Danske Bank has re-ignited speculation that Microsoft will buy Nokia, or more precisely Nokia’s mobile phone operations. It isn’t out of the question, but I don’t buy the “where there’s smoke there’s fire” argument that some are making. Back in the 90s a rumor would hit every few months that Microsoft was going to buy Sybase. Not only weren’t we in talks to do so, but we weren’t even discussing the idea internally (ok, we did discuss it once but that was not one of the times that rumors surfaced). So I personally know that people invent these things, either to manipulate a company’s stock or in hopes that their total guess becomes reality and they can be “analyst of the year” or win a Pulitzer Prize, or some similar motivation.
Microsoft will acquire Nokia if, and only if, (a) it determines that the rest of the ODMs are beyond hope of ever sufficiently backing Windows Phone and (b) Nokia has proven that it can produce phones that will beat the combined Apple + Android ecosystem. Add Google’s purchase of Motorola to the mix, so that Microsoft won’t be the company that is introducing the notion of being both partner and competitor into the mix, and you have a formula that might appeal to Steve Ballmer.
The dynamics have indeed changed enough so that, unlike previous postings, I’m no longer a total skeptic of the acquisition. Acquisitions are messy and often unsuccessful affairs. Even in the best case Microsoft would have to worry that attempting the acquisition would stall Nokia’s progress for a year or more. And that would be fatal. So some skepticism remains.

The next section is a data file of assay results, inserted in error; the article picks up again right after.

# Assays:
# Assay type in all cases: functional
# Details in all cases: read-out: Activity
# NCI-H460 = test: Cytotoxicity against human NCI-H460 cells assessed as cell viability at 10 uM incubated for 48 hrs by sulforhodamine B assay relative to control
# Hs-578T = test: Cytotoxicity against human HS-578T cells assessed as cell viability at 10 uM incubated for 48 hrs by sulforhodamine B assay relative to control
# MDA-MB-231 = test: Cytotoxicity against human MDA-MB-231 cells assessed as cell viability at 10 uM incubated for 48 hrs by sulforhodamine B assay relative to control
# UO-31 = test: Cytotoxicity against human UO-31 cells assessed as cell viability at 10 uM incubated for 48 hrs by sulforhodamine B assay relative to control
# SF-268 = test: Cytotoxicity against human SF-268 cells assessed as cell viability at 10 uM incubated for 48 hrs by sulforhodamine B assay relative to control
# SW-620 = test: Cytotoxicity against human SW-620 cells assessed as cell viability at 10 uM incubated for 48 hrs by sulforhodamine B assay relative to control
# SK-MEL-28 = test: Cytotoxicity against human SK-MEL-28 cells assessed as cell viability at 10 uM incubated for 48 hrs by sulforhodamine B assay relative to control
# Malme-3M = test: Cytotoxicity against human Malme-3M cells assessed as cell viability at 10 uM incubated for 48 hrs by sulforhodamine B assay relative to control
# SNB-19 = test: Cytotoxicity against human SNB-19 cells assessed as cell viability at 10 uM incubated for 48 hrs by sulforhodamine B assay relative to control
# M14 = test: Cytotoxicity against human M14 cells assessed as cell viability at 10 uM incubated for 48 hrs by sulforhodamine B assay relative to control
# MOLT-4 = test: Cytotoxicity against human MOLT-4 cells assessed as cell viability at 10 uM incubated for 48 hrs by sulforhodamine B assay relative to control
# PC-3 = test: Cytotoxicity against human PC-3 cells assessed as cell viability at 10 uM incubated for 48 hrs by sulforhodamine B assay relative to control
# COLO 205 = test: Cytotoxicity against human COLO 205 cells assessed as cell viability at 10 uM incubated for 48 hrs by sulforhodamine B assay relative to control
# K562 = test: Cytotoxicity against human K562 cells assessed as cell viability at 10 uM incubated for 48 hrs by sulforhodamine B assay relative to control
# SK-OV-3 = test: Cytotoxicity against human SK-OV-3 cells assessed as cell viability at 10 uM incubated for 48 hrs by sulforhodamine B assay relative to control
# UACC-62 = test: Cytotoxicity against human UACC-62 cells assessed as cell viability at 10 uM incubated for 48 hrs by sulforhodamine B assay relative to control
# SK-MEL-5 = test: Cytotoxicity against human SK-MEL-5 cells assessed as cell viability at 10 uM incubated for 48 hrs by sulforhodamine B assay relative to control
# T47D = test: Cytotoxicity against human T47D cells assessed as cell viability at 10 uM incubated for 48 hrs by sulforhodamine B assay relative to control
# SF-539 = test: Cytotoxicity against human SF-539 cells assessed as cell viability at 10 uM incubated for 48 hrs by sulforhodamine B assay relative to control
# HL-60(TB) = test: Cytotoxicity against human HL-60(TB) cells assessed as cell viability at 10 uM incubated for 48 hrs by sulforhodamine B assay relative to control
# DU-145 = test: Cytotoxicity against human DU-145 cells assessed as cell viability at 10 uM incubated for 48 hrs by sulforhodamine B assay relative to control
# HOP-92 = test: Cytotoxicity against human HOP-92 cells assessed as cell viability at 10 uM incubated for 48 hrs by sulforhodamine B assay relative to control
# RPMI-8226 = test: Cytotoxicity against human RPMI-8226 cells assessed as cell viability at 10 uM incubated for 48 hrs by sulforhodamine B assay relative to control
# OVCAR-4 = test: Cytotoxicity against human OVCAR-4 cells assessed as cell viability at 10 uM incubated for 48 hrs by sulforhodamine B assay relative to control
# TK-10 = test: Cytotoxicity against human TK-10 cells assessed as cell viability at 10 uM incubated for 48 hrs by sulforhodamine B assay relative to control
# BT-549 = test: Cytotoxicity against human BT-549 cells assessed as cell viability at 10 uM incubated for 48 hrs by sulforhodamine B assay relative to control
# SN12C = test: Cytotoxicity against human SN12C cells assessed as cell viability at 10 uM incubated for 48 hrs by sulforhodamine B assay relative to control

I’ve recently commented about how neither Samsung nor HTC are showing leadership on Windows Phones (i.e., best features introduced first on Android phones, Windows Phones are warmed over Android designs). This was true for both the generation introduced with Windows Phone 7 (pre-Nokia/Microsoft relationship) and the one recently introduced with Windows Phone 7.5 (post-Nokia/Microsoft relationship), so we know this isn’t simply because of Microsoft’s relationship with Nokia. Combine that with how little Samsung and HTC seem to be doing to market their Windows Phones (something that Microsoft reportedly gave them a lot of money to do) and I imagine Microsoft could once again be questioning their reliance on third-parties.
Next, look at the success Nokia is having with the Lumia family. Even at this early stage it is clear that Nokia can build devices that stand up to Apple (and the Android cartel). As Nokia’s momentum around Windows Phone builds I have little doubt that the results will be spectacular.
In other words, it may be that the conditions wherein Microsoft would seriously consider acquiring Nokia’s mobile phone operations have been met. Microsoft could do the acquisition and continue to offer Windows Phone software to other manufacturers. But now instead of Microsoft counting on them to make Windows Phone a success it would fully take its fate into its own hands. If Microsoft is able to achieve success than other manufacturers will ride its coattails. If not, well what other manufacturers do really doesn’t matter. For those who think the scenario of being both competitor and partner (or at least supplier) is far-fetched consider this: If Apple were to license IOS don’t you think that Samsung, HTC, and a dozen others would very quickly produce IOS devices despite having to compete with Apple’s iPhone?